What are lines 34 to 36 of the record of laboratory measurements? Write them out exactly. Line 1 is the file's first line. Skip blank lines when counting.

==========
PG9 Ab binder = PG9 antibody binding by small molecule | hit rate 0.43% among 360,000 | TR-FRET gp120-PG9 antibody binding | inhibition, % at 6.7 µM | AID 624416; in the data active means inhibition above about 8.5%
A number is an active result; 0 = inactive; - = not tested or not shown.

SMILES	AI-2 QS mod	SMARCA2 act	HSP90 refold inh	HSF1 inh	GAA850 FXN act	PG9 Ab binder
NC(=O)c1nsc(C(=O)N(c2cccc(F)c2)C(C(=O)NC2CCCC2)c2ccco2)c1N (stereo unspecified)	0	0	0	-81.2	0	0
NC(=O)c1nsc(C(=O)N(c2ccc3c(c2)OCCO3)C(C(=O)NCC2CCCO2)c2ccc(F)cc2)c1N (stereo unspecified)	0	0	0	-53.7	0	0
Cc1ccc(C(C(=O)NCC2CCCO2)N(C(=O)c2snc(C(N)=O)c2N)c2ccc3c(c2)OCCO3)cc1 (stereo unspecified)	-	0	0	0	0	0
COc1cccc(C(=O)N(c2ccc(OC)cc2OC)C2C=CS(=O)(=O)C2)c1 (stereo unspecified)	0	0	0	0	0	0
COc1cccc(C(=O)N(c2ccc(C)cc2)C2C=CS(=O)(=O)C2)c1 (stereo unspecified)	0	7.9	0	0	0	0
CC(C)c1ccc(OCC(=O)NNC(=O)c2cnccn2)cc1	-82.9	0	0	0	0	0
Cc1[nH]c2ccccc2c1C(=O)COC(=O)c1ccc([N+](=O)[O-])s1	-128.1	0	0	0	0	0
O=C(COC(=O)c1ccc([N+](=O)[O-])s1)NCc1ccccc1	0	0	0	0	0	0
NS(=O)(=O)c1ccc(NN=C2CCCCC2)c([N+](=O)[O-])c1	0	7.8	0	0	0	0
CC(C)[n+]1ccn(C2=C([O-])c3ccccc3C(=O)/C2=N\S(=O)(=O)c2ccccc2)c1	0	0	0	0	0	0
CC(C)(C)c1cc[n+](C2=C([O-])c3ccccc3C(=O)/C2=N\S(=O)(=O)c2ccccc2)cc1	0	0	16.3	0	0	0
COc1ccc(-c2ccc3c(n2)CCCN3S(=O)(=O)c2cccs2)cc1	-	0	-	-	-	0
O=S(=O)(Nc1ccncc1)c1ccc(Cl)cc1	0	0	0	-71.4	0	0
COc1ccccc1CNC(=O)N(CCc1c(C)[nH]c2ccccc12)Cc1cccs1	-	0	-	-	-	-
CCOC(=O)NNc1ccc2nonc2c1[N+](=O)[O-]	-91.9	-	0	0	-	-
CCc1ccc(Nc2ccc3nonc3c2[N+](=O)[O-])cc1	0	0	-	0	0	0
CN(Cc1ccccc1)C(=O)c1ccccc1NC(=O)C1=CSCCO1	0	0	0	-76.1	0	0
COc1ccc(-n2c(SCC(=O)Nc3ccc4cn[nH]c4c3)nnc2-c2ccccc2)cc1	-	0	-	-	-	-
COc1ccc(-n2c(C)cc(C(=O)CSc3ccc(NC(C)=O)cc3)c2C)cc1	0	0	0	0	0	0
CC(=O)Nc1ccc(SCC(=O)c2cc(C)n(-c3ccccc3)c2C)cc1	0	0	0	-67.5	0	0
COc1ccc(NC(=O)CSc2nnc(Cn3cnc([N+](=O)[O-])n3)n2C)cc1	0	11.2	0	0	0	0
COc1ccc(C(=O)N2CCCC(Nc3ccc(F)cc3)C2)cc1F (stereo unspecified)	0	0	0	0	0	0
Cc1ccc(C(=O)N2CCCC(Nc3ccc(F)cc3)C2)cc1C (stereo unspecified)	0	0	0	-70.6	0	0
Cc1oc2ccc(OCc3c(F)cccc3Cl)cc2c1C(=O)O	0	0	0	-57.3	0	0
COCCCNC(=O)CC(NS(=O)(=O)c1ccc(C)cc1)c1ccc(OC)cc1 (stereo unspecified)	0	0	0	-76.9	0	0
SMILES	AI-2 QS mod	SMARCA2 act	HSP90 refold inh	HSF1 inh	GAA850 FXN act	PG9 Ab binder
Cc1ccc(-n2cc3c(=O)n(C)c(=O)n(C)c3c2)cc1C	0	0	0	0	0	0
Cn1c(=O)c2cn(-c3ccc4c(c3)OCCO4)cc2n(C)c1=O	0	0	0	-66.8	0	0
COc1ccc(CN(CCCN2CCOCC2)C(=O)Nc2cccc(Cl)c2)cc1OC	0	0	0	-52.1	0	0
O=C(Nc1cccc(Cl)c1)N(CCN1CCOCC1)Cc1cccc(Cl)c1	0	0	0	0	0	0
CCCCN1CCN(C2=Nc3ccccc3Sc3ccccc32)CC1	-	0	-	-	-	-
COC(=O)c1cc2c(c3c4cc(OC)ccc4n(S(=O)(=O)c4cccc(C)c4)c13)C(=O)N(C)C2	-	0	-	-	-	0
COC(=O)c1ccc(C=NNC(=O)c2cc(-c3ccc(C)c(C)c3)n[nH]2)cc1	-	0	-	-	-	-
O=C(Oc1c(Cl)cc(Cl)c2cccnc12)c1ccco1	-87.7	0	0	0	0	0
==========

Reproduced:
CCCCN1CCN(C2=Nc3ccccc3Sc3ccccc32)CC1	-	0	-	-	-	-
COC(=O)c1cc2c(c3c4cc(OC)ccc4n(S(=O)(=O)c4cccc(C)c4)c13)C(=O)N(C)C2	-	0	-	-	-	0
COC(=O)c1ccc(C=NNC(=O)c2cc(-c3ccc(C)c(C)c3)n[nH]2)cc1	-	0	-	-	-	-